Let’s start with the bad luck. In one sense, Rivian’s IPO was well-timed. It coincided with the peak of a pandemic-era boom in growth stocks, as investors poured money into tech companies that were innovative but unprofitable. Central banks were keeping interest rates at record lows to grease the wheels of the global economy, and with everyone stuck at home, companies in sectors as diverse as biotech and e-commerce, gaming and fintech were scrambling to innovate and snap up market share. The combination of cheap money and new opportunity drove an investing bonanza, and the electric vehicle industry reaped the riches. As Nelson puts it, “Everyone was searching for the next Tesla.”
What happened as COVID waned is now painfully familiar. First, supply chains ground to a halt, as borders reopened unevenly and the labor market remained tight. Second, inflation spiked along with interest rates. These macroeconomic U-turns couldn’t have come at a worse time for Rivian. The company was entering the phase that Elon Musk once called “production hell”: the eye-wateringly expensive and complex process of building manufacturing capacity at the pace demanded by excited investors and expectant customers. Just as it needed to expand its factories and buy up steel, batteries, and semiconductors, the money supply tightened along with the flow of materials. Rivian missed its first production target after its IPO—and even that was modest. It had aimed to make 1,200 vehicles in 2021, but managed only 1,015 and delivered just 920. The company halved its targets for 2022, from 50,000 to 25,000.
More recently, Rivian hit another bump in the road. In October, its engineers identified a faulty fastener in the steering system that the company said could cause problems in a small number of its cars. It recalled 13,000 vehicles—almost every one it has ever shipped. Recalls are common in the car industry, and often involve hundreds of thousands of vehicles. Rivian’s is small by comparison, but when a recall covers your entire fleet it looks more dramatic. “It was a black-eye moment,” says Dan Ives, managing director at Wedbush Securities.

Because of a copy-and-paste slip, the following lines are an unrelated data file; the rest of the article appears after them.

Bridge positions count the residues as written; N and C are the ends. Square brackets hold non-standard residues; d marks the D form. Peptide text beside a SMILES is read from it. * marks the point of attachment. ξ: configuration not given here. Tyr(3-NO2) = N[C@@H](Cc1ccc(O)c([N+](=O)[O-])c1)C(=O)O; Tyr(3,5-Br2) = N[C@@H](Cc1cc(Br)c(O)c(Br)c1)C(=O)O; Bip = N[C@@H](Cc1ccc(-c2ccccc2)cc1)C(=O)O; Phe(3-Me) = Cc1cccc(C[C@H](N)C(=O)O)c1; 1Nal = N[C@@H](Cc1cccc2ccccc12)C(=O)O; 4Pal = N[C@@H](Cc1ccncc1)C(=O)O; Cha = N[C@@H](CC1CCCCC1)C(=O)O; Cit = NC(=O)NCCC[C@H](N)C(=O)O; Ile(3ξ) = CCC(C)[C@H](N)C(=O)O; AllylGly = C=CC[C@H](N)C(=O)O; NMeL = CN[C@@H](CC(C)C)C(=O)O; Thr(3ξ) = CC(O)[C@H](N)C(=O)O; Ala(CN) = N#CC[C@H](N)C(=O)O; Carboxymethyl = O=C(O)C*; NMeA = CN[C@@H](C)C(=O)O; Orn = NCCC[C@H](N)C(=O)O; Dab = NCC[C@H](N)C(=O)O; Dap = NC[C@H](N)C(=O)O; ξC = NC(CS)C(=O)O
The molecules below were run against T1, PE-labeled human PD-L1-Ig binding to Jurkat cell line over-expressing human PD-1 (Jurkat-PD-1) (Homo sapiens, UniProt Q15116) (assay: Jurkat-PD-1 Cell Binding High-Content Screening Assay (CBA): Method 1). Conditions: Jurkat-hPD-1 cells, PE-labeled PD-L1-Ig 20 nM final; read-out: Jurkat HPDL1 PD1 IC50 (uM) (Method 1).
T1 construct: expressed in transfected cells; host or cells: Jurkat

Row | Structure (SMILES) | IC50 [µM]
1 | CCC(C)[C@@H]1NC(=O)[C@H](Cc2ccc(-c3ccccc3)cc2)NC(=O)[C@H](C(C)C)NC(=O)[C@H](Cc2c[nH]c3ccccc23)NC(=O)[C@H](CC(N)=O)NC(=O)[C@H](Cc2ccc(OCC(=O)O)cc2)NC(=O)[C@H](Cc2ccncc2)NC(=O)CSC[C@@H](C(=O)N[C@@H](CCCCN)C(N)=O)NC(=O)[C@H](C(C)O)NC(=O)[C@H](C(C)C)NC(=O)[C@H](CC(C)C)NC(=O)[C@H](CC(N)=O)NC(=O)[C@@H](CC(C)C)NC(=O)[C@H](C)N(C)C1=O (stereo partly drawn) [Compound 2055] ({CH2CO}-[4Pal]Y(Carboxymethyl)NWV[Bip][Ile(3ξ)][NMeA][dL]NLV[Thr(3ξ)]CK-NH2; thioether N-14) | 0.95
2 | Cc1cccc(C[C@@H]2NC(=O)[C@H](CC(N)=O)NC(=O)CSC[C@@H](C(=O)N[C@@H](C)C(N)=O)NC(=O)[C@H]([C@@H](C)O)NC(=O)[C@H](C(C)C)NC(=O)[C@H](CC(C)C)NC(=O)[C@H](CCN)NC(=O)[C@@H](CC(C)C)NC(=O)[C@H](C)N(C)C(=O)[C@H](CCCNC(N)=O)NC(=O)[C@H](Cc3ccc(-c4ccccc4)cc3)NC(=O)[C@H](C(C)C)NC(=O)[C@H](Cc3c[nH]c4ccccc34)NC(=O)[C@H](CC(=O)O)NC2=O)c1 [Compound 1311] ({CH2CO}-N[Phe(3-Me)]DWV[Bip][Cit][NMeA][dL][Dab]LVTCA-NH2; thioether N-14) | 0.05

But Rivian’s troubles were exacerbated by avoidable mistakes. “They have tripped over their shoelaces post-IPO,” Ives says. “The next four or five months were a disaster.”
Rivian’s post-IPO ‘disaster’
Communication has been a recurring problem. In March, Scaringe wrote to Rivian customers announcing an immediate price increase of $12,000 for future orders—and existing ones. He tried to justify the decision in a letter to buyers. “Since originally setting our pricing structure,” he wrote, “and most especially in recent months, a lot has changed. The cost of the components and materials that go into building our vehicles has risen considerably.”
Passing on those costs to future customers might have been reasonable, but changing the price of existing orders looked unfair. The decision created bad blood among customers, who began to cancel their orders in droves, and among Rivian staff. “People inside were really annoyed about it,” the former employee says. “It felt like we had built up all this social capital and goodwill within the community and among customers and that it got eradicated by that one action.” Scaringe reversed the decision two days later after the company’s stock plunged, telling those who had canceled their reservation that they could reorder at the original price. “It’s important to us that we engage with our customers and take feedback seriously,” a spokesperson for Rivian said. “That’s what we did in this case.”